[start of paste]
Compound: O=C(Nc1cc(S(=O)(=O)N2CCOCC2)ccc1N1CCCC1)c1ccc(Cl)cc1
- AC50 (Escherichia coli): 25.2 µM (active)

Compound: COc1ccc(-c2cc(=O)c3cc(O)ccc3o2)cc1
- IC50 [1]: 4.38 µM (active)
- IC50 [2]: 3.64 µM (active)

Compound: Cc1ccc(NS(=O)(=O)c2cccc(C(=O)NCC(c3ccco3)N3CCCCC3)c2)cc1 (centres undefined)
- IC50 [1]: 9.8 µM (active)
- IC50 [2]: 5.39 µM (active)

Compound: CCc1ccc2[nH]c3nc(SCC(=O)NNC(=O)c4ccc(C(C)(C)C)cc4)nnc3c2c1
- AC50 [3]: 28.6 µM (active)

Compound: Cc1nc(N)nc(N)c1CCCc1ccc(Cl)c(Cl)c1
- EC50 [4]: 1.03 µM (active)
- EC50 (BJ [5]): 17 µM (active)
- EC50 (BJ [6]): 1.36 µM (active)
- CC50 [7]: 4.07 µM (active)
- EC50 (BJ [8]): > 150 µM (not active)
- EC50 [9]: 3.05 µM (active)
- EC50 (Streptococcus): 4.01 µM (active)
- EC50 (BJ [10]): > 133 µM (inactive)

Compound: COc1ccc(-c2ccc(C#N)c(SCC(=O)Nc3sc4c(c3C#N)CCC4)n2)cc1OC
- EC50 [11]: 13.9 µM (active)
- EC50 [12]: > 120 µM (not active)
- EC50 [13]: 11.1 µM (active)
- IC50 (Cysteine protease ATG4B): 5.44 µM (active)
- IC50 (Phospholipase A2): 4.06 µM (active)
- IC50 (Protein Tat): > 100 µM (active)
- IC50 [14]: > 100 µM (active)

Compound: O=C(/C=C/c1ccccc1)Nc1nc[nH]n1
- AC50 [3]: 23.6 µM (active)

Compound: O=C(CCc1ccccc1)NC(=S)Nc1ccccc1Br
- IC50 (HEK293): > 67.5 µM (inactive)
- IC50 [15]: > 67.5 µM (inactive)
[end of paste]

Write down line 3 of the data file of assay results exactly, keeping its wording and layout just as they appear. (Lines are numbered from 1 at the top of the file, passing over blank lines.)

Compound: COc1ccc(-c2cc(=O)c3cc(O)ccc3o2)cc1